Home News Ag Economics Bureau of Reclamation Begins Minimal Releases of Water from Friant Dam for the Exchange Contractors

Bureau of Reclamation Begins Minimal Releases of Water from Friant Dam for the Exchange Contractors

On Friday, April 1, the Bureau of Reclamation began releasing water from Friant Dam into the San Joaquin River to provide supplies to the San Joaquin River Exchange Contractors.

The water released from Friant Dam for the Exchange Contractors would have otherwise available for delivery to Friant Division contractors in communities stretching from Madera and Chowchilla at the north to as far south as Bakersfield and Arvin in Kern County. The amount of water to be released could be as large as the total water supply needed to meet the needs of Los Angeles for an entire year. Currently, the Friant Division Class 1 water allocation from Reclamation is still at 15%, although that number may decrease because of these releases.

The impacts of this loss of water for the Friant Division will be staggering for both humans and the ecosystem. This summer, it’s likely that dozens of small and rural or disadvantaged communities on the valley’s eastside will require emergency water supplies as their wells go dry when the aquifers they rely on are not recharged with Friant water. The releases will also eliminate the cold-water pool behind Friant Dam, completely decimating the river’s newly burgeoning Spring run salmon population when it returns this fall to spawn in 70-degree water.

This is occurring because Reclamation is obligated to deliver San Joaquin River water to the Exchange Contractors if the agency is unable to deliver them Sacramento River supplies pumped from the Delta. There is an ongoing and unresolved legal dispute over Reclamation’s interpretation of its specific obligations to the Exchange Contractors and the Friant Contractors believe more water is being taken away than is required under the Federal government’s contracts. Nevertheless, the main reason for the need to release water from Friant Dam in the first place is that Delta supplies are increasingly unreliable.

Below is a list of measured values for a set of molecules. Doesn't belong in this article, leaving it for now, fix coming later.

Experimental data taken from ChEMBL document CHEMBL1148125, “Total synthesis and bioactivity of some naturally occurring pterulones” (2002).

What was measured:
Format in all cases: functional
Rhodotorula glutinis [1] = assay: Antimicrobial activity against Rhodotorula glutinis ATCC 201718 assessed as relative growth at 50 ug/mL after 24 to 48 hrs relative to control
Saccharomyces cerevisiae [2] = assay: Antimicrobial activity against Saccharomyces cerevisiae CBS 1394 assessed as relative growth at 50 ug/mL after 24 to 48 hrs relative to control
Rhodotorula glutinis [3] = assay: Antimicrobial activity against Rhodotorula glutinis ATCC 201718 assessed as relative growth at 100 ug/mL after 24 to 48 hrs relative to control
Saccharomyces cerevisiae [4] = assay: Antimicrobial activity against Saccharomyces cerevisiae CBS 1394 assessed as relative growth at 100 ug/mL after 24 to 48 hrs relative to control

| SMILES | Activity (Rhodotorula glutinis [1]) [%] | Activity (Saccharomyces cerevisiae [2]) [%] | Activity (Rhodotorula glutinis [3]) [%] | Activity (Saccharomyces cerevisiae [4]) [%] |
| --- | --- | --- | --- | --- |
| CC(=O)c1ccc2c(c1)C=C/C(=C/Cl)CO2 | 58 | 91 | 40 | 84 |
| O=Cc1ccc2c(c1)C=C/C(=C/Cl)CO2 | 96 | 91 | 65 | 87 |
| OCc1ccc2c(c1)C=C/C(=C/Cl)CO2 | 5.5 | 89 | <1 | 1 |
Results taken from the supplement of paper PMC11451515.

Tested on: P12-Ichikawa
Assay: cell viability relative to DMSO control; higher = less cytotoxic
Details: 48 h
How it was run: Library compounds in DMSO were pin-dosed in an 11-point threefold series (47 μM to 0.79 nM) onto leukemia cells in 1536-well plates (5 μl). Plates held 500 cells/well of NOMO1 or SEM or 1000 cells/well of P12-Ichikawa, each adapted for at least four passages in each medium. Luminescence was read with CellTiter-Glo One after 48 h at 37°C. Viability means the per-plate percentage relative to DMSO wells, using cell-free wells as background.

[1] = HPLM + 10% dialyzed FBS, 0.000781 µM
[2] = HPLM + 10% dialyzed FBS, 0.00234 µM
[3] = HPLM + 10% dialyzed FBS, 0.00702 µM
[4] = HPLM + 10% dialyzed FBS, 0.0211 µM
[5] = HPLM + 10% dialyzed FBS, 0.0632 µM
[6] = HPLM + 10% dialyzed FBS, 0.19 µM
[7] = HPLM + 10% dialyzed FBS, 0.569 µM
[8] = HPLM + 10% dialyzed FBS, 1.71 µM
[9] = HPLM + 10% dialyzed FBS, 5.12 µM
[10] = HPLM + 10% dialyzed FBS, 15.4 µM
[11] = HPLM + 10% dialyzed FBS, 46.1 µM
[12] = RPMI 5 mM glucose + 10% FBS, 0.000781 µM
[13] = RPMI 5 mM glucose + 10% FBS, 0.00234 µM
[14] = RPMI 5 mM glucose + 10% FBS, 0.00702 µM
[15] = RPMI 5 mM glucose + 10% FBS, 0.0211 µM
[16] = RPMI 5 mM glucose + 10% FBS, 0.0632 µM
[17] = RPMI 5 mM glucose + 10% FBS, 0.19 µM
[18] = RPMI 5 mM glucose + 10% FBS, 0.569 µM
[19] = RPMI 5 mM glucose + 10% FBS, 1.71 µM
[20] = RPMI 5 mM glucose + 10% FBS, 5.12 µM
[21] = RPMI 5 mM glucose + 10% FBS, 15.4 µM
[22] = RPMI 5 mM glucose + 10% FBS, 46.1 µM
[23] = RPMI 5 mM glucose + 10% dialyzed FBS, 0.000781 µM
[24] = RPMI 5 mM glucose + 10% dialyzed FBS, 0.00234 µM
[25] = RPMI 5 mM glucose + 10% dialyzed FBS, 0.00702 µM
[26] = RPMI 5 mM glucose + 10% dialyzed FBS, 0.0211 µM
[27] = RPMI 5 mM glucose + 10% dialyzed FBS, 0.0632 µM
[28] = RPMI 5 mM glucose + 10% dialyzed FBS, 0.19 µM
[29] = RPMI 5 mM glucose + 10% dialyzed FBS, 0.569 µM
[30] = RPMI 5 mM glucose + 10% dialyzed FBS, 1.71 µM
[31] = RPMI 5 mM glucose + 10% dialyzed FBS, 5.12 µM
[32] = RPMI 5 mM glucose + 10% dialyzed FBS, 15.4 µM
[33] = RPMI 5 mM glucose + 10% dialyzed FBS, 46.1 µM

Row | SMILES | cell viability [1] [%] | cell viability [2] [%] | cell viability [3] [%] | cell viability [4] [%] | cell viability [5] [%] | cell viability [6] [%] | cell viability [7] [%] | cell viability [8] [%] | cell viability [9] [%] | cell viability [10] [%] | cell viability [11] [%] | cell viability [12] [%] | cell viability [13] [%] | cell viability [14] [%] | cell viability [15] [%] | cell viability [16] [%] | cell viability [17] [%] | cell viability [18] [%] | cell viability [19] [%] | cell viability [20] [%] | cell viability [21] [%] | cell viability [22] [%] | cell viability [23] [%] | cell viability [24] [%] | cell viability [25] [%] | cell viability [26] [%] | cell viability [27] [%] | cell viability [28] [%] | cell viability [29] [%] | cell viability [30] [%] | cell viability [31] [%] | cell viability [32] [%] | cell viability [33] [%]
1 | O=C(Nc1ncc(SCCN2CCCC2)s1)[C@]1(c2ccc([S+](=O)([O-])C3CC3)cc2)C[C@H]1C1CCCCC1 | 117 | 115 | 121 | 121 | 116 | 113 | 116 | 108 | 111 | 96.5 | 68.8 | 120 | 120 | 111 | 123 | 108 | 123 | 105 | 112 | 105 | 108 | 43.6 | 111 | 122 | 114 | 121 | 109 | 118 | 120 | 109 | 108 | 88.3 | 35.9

And although 2022 is a dry year, poorly designed regulations meant to protect Delta-dependent fish species and our collective inaction to improve water infrastructure in the Central Valley for more than a generation are the underlying problems preventing enough water from being moved through the Delta. One day, Californians will wake up to realize that they didn’t sacrifice farms to save fish – they lost both. — By the Friant Water Authority

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